thematic websites
Contributions scientifiques des chercheurs du CERI
newsletter
press review
last issues
archives
newsletter
press review

 

Dans le cadre du séminaire "Catastrophes et Risques" du CERI

 

En partenariat avec le Laboratoire d'ethnologie et de sociologie comparative (LESC, CNRS/UPO)

 

Ce séminaire interdisciplinaire place les recherches empiriques sur les situations conflictuelles qui se nouent à propos des relations à la nature. Il poursuit le travail entamé par le groupe de recherches « Catastrophes et risques » du CERI depuis 2009 et s’inscrit également dans la continuité du séminaire « La mesure du danger » (LESC-CERI, 2012-2013). Cette année, nous explorerons les dispositifs juridiques et judiciaires mis en place pour affronter ces situations et leurs différentes dimensions : réparation, apaisement des controverses, évaluation, qualification, sanctions…

Nous nous intéresserons plus particulièrement aux interactions entre les différents acteurs impliqués dans ces situations et ces dispositifs, ainsi qu’à la manière dont les entités naturelles ou milieux naturels sont convoquées sur la scène judiciaire. Comment ces derniers sont-ils pensés et élaborés ? Quels sont les processus d’évaluation à l’œuvre : comment jauge-t-on de la valeur d’un bien ou d’un être perdu ou affecté ? Quels itinéraires de réparation se mettent en place pour les personnes et les milieux affectés ? Comment arbitre-t-on entre dispositifs d’indemnisation et dispositifs judiciaires ? Quelles trajectoires la rencontre avec ces dispositifs impliquent-elles, pour les victimes mais aussi pour les personnes jugées responsables ? Quel travail est nécessaire aux non professionnels du droit pour parvenir à entrer et à s’adapter aux cadres imposés par le droit ? Que font le droit –et le procès quand il a lieu- aux catastrophes, puis aux situations de risque ? Quels sont les récits qui sont produits au cours de ces interactions ?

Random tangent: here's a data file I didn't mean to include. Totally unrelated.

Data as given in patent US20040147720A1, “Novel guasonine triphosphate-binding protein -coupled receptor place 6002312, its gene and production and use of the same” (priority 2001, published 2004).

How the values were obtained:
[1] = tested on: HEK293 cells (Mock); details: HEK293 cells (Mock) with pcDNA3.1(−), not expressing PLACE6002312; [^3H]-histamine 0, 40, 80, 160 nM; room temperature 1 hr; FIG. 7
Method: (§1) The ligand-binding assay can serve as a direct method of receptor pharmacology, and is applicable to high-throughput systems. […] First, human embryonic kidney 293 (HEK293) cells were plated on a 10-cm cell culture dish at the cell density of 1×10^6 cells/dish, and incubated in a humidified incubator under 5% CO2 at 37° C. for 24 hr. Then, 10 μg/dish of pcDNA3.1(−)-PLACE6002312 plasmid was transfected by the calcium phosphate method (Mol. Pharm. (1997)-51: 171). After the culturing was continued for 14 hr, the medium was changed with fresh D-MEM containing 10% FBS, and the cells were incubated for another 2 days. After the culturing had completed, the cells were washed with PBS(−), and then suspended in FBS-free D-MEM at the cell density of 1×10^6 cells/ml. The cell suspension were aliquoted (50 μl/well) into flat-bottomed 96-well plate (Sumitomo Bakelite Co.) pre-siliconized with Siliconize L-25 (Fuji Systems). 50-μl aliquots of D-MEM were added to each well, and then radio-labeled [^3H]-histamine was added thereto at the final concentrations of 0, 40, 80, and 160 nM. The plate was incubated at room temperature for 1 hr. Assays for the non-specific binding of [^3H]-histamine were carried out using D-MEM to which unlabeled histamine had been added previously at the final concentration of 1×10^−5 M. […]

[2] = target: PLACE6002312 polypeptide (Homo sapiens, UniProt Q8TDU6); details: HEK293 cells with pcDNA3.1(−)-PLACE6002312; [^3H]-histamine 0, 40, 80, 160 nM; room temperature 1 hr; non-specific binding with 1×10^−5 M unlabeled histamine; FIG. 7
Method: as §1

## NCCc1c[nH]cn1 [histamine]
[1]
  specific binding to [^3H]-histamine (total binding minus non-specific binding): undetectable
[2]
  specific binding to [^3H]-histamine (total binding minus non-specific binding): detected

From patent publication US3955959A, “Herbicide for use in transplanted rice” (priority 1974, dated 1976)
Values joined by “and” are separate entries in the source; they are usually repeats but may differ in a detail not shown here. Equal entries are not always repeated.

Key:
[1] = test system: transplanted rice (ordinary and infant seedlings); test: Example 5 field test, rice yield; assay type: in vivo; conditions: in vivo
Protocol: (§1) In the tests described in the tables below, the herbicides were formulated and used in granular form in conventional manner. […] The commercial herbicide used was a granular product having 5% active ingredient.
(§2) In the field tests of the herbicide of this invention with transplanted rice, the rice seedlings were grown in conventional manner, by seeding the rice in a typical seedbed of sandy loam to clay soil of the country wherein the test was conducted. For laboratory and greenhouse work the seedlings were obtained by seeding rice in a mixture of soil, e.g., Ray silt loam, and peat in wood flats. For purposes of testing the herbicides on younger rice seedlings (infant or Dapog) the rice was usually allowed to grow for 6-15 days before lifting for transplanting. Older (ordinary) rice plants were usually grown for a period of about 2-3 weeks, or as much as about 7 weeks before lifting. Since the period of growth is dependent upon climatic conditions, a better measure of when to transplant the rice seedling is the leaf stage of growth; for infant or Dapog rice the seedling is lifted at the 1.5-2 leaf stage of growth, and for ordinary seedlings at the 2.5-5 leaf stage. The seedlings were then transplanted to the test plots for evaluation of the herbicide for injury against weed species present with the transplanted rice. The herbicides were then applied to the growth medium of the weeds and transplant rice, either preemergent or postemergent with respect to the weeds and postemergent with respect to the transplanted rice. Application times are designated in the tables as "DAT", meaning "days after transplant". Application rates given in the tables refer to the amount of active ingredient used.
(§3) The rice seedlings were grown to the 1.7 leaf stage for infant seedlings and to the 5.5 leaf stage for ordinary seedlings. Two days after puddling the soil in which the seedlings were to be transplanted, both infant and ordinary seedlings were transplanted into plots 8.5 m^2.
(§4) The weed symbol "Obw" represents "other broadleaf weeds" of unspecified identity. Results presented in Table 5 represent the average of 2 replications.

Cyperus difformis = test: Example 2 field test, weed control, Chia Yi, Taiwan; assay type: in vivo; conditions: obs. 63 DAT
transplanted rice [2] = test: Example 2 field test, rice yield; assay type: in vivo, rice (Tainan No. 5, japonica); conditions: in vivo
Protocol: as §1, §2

L’une des ambitions du séminaire est également d’explorer la manière dont se déploient différentes pratiques et l’activité d’une grande variété de gens impliqués ou confrontés à l’espace institutionnel judiciaire. Plus particulièrement, nous poserons des questions méthodologiques relatives à l’objectif d’observer et de décrire, de manière empiriquement documentée et détaillée, l’activité judiciaire et le traitement judiciaire des questions de morale que posent les atteintes aux personnes exposées à des problèmes environnementaux, et inversement les atteintes à l’environnement lui-même.

Nous reviendrons aussi de façon réflexive sur les enquêtes menées dans ces contextes en nous interrogeant sur la place du chercheur dans ces situations. Quelles sont les postures que l’enquête entraîne, comment se situer face aux situations contradictoires provoquées par le monde juridique et les procès en particulier ? Quelle peut être la participation des chercheurs à l’expertise dont le monde judiciaire a besoin ? Nous travaillerons à partir de perspectives comparées, en mobilisant différentes disciplines et différents contextes d’étude.

 


Séance 1. Réparation

Mara Benadusi, anthropologue, Université de Catane :

 

Anthropological Expertise and Risk Communication: Expert Knowledge Confronted in the Courtroom after the 2009 L’Aquila Earthquake

 

 

Héloise Pillayre, doctorante, LIER-IMM, EHESS:

 

Tensions autour de la mise en place d’un Fonds d’Indemnisation pour les victimes de l’amiante

 


 
Discutant : Nicolas Dodier, LIER-IMM, EHESS

 

 

 

Responsables scientifiques : Sandrine Revet (Sciences Po-CERI) et Vanessa Manceron (CNRS, LESC)

 

 

INSCRIPTION OBLIGATOIRE